October 2003 Issue
In this issue:
Bad Back Linked to Driving Posture
From the October 10, 2003 BBC News comes a report that urges people to be aware of their posture while driving. Whether in Britain or in the United States, people spend much of their lives driving. The article notes that poor posture while driving contributes to spinal problems. According to the British Chiropractic Association, (BCA), 32,000 people each month visit one of the BCA members with a back problem related to poor driving posture.
Dr. Tim Hutchful, from the BCA, says that people who sit incorrectly in car seats are asking for trouble. He said: "There is almost twice as much pressure on your back when you are sitting incorrectly than there is if you stand up." He goes on to state, "Those most at risk are the people who not only spend long periods of time in the car, but also those who make infrequent short journeys in the car, because it can be compared to an unaccustomed form of exercise."
The BBC article concludes with a list of tips for proper driving posture from the British Chiropractic Association. These are:
Relaxing at the wheel: A relaxed driving position reduces stress on the spine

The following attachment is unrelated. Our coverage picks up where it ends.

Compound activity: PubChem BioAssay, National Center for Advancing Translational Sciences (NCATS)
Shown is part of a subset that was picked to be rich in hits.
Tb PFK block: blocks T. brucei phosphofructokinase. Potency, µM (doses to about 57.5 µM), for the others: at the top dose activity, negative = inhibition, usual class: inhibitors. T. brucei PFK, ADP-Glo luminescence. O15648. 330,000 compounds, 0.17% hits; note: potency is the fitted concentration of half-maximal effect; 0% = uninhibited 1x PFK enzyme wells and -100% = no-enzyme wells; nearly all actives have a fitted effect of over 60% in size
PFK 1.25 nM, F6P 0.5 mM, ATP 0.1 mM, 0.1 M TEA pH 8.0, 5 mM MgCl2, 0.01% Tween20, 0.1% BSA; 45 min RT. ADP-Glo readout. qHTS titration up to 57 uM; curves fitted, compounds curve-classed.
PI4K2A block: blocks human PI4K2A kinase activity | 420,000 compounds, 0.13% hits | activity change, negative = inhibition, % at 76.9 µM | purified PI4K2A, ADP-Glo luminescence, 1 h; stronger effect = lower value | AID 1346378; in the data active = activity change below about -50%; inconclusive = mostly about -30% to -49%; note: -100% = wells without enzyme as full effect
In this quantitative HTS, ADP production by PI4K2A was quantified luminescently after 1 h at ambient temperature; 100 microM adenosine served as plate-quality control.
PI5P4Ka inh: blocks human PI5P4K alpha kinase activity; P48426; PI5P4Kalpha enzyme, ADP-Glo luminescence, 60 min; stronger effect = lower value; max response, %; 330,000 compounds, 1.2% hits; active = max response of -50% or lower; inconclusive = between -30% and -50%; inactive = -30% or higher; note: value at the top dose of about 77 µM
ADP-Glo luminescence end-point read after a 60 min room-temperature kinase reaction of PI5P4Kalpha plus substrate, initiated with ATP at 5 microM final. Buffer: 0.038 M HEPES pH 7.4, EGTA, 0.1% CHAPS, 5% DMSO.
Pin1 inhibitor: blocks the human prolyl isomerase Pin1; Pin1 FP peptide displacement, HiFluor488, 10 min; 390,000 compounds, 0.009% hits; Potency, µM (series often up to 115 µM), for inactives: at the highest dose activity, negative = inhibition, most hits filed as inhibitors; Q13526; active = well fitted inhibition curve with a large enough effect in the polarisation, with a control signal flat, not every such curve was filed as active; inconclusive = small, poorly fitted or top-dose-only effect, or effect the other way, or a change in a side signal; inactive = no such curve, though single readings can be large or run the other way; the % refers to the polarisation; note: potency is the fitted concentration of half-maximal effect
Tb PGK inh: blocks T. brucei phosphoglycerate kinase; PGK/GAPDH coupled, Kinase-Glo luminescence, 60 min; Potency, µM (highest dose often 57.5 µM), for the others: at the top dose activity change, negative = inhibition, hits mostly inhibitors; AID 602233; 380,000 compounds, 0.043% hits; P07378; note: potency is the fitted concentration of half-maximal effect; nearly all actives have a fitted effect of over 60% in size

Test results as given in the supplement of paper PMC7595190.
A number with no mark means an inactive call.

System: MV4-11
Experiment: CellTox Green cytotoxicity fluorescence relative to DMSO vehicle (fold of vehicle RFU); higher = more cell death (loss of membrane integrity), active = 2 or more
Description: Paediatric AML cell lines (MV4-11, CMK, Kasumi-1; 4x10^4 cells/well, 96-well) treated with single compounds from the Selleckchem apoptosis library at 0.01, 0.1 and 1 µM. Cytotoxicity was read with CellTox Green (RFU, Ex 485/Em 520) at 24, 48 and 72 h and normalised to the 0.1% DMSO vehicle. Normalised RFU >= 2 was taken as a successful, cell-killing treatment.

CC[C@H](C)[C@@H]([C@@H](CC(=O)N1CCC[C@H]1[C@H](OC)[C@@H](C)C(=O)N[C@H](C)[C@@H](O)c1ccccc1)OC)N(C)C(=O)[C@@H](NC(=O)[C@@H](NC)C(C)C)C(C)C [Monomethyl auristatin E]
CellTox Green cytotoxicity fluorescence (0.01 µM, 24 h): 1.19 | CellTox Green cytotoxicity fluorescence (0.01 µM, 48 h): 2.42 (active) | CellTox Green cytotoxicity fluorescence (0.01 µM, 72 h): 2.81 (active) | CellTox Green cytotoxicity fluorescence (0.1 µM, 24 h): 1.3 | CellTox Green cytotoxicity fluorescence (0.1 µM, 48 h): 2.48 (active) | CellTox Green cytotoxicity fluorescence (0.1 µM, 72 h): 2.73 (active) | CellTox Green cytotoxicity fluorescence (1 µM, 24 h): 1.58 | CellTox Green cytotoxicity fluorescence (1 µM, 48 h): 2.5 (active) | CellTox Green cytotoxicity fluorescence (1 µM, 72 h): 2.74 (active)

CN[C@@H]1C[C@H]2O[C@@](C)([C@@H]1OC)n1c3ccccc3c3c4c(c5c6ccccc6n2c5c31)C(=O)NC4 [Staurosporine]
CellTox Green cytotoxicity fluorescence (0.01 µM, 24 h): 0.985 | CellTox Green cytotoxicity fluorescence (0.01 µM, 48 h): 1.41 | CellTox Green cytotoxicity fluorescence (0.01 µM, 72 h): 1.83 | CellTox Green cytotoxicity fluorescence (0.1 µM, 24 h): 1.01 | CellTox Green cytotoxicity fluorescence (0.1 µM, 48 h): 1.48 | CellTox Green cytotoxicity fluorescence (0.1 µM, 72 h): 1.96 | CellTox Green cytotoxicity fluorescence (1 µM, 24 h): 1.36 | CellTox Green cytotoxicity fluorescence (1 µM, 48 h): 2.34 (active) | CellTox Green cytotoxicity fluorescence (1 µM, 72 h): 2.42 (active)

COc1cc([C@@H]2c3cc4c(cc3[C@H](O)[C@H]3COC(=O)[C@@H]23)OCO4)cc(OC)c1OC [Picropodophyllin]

Always adjusting the seat when you enter the car
Taking regular breaks from driving - once every two hours or so
Clench your buttocks if stuck in traffic - add some side bends and shoulder shrugs if possible
Unload items off the back seat from the back doors of the car, rather than the front
Don't wear tight clothes while driving
Medical Injuries Cause Extra Deaths, Higher Costs, Longer Hospital Stays
USA Today reported on a study published in the October 8, 2003 issue of the Journal of the American Medical Association (JAMA), that shows that nationwide, injuries due to medical error in hospitals result in about 2.4 million extra days in the hospital and $9.3 billion in extra charges for longer stays and more care. The study also noted that more than 32,000 Americans each year die as a result of such errors.
The researchers pored over records from 994 hospitals in 28 states, a sample that represented about 20% of the nation's hospitals. The team focused on 18 specific injuries that can be caused by human error and added up the burden, including extra hospital time and added costs. Study author, Chunliu Zhan of the Center for Quality Improvement and Patient Safety, part of the U.S. Department of Health and Human Services, concluded, "Some injuries incurred during hospitalization pose a significant threat to patients and costs to society, but the impact of such injury is highly variable."